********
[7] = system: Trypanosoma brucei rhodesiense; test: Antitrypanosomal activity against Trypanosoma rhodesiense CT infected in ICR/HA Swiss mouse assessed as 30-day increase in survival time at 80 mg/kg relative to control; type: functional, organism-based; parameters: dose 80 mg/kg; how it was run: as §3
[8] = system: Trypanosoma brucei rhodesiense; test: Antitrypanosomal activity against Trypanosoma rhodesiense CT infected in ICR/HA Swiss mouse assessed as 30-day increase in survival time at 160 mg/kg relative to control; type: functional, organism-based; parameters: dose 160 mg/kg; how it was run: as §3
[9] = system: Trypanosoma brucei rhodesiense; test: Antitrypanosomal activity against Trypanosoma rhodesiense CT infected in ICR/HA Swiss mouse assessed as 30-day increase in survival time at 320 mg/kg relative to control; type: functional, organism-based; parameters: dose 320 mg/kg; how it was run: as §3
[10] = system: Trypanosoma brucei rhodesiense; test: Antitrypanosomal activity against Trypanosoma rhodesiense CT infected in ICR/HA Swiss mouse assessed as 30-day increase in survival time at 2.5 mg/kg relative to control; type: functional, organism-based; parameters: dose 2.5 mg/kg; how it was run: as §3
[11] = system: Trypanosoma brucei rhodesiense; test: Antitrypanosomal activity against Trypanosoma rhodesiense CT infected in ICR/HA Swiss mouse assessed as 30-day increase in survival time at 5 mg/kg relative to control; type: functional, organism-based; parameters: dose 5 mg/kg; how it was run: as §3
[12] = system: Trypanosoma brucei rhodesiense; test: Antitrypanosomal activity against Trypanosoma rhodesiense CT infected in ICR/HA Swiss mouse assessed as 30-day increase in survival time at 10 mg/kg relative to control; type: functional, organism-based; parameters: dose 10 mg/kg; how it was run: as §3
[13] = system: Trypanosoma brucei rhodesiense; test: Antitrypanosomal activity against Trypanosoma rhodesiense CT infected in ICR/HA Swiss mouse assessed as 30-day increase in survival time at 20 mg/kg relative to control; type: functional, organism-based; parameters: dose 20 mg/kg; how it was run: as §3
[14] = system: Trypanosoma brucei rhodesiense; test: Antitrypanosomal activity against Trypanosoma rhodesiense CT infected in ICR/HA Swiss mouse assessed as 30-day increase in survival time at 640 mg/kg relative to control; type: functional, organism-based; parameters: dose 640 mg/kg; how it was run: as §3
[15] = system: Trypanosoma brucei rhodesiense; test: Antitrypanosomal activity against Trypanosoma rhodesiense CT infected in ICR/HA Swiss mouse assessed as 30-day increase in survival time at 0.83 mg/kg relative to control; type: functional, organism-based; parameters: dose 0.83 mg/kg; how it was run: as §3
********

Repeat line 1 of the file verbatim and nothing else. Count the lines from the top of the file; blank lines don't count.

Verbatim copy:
[7] = system: Trypanosoma brucei rhodesiense; test: Antitrypanosomal activity against Trypanosoma rhodesiense CT infected in ICR/HA Swiss mouse assessed as 30-day increase in survival time at 80 mg/kg relative to control; type: functional, organism-based; parameters: dose 80 mg/kg; how it was run: as §3